Chrysanthemum WRKY gene DgWRKY5 enhances tolerance to salt stress in transgenic chrysanthemum

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WRKY transcription factors play important roles in plant growth development, resistance and substance metabolism regulation. However, the exact function of the response to salt stress in plants with specific WRKY transcription factors remains unclear. In this research, we isolated a new WRKY transcription factor DgWRKY5 from chrysanthemum. DgWRKY5 contains two WRKY domains of WKKYGQK and two C2H2 zinc fingers. The expression of DgWRKY5 in chrysanthemum was up-regulated under various treatments. Meanwhile, we observed higher expression levels in the leaves contrasted with other tissues. Under salt stress, the activities of superoxide dismutase (SOD), peroxidase (POD) and catalase (CAT) enzymes in transgenic chrysanthemum were significantly higher than those in WT, whereas the accumulation of H2O2, O2 and malondialdehyde (MDA) was reduced in transgenic chrysanthemum. Several parameters including root length, root length, fresh weight, chlorophyll content and leaf gas exchange parameters in transgenic chrysanthemum were much better compared with WT under salt stress. Moreover, the expression of stress-related genes DgAPX, DgCAT, DgNCED3A, DgNCED3B, DgCuZnSOD, DgP5CS, DgCSD1 and DgCSD2 was up-regulated in DgWRKY5 transgenic chrysanthemum compared with that in WT. These results suggested that DgWRKY5 could function as a positive regulator of salt stress in chrysanthemum.


Environmental stress such as cold, high salinity, metal ions, drought and other abiotic stress will severely inhibit plant growth progress, cause morphological and physiological changes, and even death. In plant stress resistance system, transcription factors regulate the expression of functional genes, which are essential for plant stress response1. Many transcription factors related to plant stress tolerance have been identified, such as DREB, bZIP, NAC, WRKY2, 3. These transcription factors combine with specific cis-acting elements to constitute a regulatory network, specifically regulate the expression of various stress-related genes, and improve the adaptability of plants to environmental stress.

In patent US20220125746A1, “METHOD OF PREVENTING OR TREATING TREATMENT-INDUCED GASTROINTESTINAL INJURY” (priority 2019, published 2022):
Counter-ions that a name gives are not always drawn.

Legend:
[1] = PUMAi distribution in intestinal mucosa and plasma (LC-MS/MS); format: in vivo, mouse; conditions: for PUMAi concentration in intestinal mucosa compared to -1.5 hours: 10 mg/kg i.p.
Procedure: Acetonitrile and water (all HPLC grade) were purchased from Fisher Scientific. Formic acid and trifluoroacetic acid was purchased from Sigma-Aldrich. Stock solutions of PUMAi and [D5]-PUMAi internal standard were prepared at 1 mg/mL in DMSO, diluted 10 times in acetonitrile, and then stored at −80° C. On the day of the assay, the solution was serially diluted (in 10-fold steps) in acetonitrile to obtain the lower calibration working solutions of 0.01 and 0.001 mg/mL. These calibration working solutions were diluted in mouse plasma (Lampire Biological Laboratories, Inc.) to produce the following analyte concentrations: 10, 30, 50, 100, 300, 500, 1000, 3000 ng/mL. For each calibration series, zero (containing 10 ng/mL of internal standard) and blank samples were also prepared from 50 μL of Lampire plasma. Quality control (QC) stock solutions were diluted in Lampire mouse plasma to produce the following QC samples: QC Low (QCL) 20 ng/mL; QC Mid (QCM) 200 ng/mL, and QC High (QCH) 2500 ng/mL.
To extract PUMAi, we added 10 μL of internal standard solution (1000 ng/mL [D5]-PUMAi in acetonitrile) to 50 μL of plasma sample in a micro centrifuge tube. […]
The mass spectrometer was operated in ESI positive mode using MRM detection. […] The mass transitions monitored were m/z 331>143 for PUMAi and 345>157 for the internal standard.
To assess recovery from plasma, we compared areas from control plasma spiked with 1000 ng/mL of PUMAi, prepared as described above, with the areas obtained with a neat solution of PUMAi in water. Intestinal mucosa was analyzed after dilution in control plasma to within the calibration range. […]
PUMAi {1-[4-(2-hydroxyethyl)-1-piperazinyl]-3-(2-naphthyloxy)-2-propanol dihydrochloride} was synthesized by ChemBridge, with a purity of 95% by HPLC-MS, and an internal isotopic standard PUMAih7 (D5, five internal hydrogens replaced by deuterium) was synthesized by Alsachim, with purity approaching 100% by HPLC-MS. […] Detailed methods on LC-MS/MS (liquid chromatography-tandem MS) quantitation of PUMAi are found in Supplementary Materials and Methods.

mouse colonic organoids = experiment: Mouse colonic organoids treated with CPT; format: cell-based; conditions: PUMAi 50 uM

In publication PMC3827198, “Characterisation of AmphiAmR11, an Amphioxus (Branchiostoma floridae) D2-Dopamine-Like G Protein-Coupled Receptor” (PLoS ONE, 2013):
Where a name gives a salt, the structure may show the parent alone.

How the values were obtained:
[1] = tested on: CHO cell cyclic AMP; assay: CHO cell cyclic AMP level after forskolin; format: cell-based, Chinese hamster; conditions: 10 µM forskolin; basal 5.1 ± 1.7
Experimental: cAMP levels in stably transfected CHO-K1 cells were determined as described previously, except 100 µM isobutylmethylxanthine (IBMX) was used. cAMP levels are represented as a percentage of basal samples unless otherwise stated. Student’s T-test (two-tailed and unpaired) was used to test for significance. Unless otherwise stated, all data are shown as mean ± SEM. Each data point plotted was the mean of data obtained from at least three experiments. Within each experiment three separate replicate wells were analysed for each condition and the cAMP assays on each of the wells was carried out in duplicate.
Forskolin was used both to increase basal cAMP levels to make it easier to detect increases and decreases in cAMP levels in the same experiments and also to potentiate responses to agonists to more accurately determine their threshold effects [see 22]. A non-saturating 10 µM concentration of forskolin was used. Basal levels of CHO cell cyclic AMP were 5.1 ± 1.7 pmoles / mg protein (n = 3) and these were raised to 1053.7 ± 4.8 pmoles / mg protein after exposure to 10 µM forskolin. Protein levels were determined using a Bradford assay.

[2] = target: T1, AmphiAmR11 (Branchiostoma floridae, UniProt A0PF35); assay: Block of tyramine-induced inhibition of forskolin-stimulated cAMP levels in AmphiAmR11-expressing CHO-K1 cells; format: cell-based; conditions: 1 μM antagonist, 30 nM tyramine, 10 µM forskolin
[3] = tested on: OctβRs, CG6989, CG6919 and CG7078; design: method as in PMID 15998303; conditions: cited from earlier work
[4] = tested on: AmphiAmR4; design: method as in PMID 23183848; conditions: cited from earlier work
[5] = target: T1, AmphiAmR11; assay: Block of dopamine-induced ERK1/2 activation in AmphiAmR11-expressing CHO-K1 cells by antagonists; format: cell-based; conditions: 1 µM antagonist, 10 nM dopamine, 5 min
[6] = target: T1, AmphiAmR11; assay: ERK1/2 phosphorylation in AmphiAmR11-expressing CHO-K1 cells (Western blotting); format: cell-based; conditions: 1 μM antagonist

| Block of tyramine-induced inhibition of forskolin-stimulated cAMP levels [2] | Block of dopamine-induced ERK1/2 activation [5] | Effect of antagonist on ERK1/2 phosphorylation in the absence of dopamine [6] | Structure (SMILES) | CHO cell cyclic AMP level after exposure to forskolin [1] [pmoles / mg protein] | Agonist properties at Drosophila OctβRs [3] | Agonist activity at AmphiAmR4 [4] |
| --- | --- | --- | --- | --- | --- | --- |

WRKY transcription factors are part of the largest families of transcription factors in plants. The WRKY family was named based on the WRKY domain, which been composed of a highly conserved sequence WRKYGQK at its N-terminus with a C2H2- or C2HC-type zinc-finger motif4. And WRKY protein was divided into three groups (I, II, and III) and various subgroups were based on their original structure5. WRKY group I proteins contain two WRKY domains and two C2H2 zinc-fingers. Other studies have shown that WRKY transcription factors can specifically bind to the W box [TTGAC(C/T)], and interact with the target gene promoters6. In addition to involve in plant growth development and metabolic regulation, WRKY proteins are also resistant to stress and senescence7. Arabidopsis thaliana WRKY25, WRKY26, and WRKY33 positively regulated heat stress-response, and these three proteins interacted in function and played overlapping and synergetic roles in plant heat tolerance8. OsWRKY30 functioned as a positive regulator in rice resistance of disease via a SA signaling pathway9. Overexpression of TaWRKY2 in transgenic Arabidopsis plants enhanced tolerance to drought and salt stresses, and overexpression of wheat WRKY gene TaWRKY19 increased the salt, drought, and freezing tolerance in transgenic plants10. Moreover, overexpression of chrysanthemum genes DgWRKY1 and DgWRKY3 enhanced tolerance to salt stress in tobacco11, 12.